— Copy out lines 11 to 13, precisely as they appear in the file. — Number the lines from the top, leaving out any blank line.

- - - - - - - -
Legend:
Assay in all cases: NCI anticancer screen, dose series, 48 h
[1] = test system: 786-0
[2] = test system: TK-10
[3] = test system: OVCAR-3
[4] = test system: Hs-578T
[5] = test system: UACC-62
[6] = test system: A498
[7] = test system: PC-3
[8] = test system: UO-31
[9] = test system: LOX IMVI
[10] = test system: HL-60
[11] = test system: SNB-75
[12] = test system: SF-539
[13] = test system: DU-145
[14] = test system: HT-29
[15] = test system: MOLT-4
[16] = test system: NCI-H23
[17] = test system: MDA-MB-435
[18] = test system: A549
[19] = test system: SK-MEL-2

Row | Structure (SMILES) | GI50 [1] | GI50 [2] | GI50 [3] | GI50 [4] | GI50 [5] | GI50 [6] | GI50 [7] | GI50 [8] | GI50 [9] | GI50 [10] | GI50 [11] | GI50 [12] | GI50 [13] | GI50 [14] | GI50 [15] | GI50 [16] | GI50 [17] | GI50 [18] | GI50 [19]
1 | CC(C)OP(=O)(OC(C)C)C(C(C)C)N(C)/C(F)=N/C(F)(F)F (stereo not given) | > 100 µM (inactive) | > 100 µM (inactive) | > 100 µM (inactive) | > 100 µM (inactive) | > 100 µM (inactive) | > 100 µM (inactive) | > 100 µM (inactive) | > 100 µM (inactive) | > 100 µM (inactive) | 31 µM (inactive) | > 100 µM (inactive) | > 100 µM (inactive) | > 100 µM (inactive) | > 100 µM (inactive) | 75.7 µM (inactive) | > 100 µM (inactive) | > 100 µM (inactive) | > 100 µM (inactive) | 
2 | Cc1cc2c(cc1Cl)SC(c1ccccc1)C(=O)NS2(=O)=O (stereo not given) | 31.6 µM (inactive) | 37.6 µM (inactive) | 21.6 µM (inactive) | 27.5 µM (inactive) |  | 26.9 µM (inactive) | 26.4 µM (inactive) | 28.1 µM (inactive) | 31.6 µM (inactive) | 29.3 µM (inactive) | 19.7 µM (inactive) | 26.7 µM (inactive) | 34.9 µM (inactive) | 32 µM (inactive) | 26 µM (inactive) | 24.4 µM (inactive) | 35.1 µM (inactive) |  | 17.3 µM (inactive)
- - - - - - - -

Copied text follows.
[9] = test system: LOX IMVI
[10] = test system: HL-60
[11] = test system: SNB-75